Do Certain Headache Syndromes Occur in “Pain-Prone” Patients?


  • This investigation was supported in part by grant 1 R01 NS 1662-01A1 from the National Institutes of Health, and the Lettie McIlvaine Endowment Fund of the University of Kansas Medical Center.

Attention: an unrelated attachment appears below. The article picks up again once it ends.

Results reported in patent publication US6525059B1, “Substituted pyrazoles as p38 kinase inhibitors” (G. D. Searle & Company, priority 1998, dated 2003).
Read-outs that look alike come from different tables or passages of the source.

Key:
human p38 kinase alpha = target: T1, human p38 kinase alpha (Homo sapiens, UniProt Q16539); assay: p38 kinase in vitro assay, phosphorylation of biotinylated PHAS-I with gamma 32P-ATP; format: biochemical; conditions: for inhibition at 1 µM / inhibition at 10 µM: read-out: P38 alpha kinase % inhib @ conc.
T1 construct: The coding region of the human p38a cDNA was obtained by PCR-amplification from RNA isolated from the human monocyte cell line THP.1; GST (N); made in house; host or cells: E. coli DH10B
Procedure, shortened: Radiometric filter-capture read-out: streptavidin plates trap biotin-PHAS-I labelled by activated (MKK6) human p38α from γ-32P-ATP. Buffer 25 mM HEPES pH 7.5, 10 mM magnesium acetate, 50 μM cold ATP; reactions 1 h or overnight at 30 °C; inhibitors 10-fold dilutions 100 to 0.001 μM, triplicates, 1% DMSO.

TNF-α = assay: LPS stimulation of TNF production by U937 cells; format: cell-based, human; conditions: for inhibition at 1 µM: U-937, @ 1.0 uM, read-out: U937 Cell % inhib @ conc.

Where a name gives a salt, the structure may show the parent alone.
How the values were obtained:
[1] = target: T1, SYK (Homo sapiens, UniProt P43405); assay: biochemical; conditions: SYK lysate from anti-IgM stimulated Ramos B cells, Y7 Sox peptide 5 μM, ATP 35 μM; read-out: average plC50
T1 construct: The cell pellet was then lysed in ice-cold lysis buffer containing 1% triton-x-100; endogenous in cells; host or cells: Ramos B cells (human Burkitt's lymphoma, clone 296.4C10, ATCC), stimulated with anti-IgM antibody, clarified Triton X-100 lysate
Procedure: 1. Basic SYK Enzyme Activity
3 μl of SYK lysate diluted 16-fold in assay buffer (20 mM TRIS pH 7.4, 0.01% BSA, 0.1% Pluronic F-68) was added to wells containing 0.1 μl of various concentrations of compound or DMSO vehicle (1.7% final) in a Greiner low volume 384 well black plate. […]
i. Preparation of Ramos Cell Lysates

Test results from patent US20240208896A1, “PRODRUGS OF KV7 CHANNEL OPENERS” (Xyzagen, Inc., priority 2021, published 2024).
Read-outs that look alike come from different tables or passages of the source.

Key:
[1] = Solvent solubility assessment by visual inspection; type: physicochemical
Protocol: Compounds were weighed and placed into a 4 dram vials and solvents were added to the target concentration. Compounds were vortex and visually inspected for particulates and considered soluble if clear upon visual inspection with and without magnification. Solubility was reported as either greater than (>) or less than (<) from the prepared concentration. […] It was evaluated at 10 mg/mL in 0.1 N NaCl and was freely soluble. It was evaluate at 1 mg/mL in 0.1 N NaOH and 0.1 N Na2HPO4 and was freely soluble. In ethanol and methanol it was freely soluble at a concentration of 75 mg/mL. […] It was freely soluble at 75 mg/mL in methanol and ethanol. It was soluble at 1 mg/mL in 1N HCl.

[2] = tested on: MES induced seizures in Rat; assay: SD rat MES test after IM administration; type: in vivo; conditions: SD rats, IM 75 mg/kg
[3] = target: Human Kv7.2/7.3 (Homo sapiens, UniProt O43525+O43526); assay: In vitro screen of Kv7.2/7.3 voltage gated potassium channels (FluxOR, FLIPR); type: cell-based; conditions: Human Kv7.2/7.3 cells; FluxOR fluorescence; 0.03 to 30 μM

To clarify the actual components of headache syndromes and their possible association with other types of pain and psychological traits, 177 patients subject to severe intermittent headaches were studied. Data used were derived from (a) a de tailed headache questionnaire, (b) a second questionnaire concerning the occurrence of other pain and of feelings of good or ill health, (c) the Cornell Medical Index. A stepwise regression analysis was run for each headache characteristic using data from the pain questionnaire and the Cornell Medical Index as independent variables. Interesting associations of variables were (1) increased frequency of headache with male sex and increased duration of headache with female, (2) inability to carry on work load during headache, headache preceded by spots before the eyes, weakness of arm or leg preceding headache were all positively associated with history of fainting. Neither vomiting with headache, nor unilaterality of pain was associated with any other pain variables. Also of note was the fact that there was no evidence by testing of increased psychological disturbance in patients with back pain. The results suggest that the “tension headache-neurosis” concept is dubious, that autonomic instability as evidenced by fainting is indeed important in some headache syndromes, and that new headache syndromes need to be defined.